Brown said that after Smith’s resignation, shelter officials made changes.

“We’ve changed all policies and procedures, so we think we’ve done really well there,” Brown said Wednesday at the shelter.

“Overall, the shelter is doing well, but with all of the revenues — including donations, annual charitable giving and income — we’re still struggling to have day-to-day needs met.”

Brown said the shelter should be operating on an annual budget of more than $900,000, but is functioning on much less than that.

“Unless we get some funding to keep the doors open, it will continue to be a struggle. We don’t have a large endowment like other shelters have. Most of our funding comes from philanthropy, donations from the community and the town contracts; but an influx of over 150 cats coming in on a fairly regular basis and costing $15 a day to take care of and feed, we’re having trouble keeping up with that and having enough staff to take care of everything.”

The shelter, which now houses 120 cats, 14 dogs, a rabbit and two rats, had a Clear the Shelter event Aug. 18 at which 22 cats and three dogs were adopted, according to Oakes, who has been a member of the board a little over a year. She said most of the seven board members are fairly new and have served two years or less.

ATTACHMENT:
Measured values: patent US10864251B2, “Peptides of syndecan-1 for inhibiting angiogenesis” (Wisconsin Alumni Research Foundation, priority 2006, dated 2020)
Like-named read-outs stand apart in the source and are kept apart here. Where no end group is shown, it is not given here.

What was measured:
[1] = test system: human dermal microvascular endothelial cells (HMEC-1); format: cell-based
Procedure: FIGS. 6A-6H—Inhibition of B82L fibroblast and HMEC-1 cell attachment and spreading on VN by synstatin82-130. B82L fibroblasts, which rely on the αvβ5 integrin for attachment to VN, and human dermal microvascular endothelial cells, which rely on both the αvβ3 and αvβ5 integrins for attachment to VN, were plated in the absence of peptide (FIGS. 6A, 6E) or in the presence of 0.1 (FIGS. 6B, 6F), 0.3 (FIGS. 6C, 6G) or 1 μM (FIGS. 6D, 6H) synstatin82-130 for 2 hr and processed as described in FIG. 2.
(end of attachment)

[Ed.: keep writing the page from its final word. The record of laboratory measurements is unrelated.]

She and Brown said they want to go from a shelter that does strictly animal care and helping animals in immediate need to also helping animals out in the community — and people who take care of them — through clinics and education.

“We want this to be a center. We want to be central to the community, and just because we’re not downtown doesn’t mean we’re not in need,” Brown said.

He said that as part of the Save Your Shelter Campaign, he and Oakes plan to approach businesses and organizations capable of contributing more than smaller donors and individuals. The campaign will include four levels of giving.

Brown said the fiscal state of the shelter ebbs and flows. For instance, when there is publicity about an animal with certain needs or word gets out that supplies are needed, people in the community will donate. When the shelter was built about 10 years ago, businesses, organizations and individuals pledged funds, but as the years have gone by, momentum has slowed. Also, over time, people who donated regularly have died or moved out of state, and thus funds have decreased, according to Brown. He said the shelter is large and keeping it going with oil, lights and sewer is costly.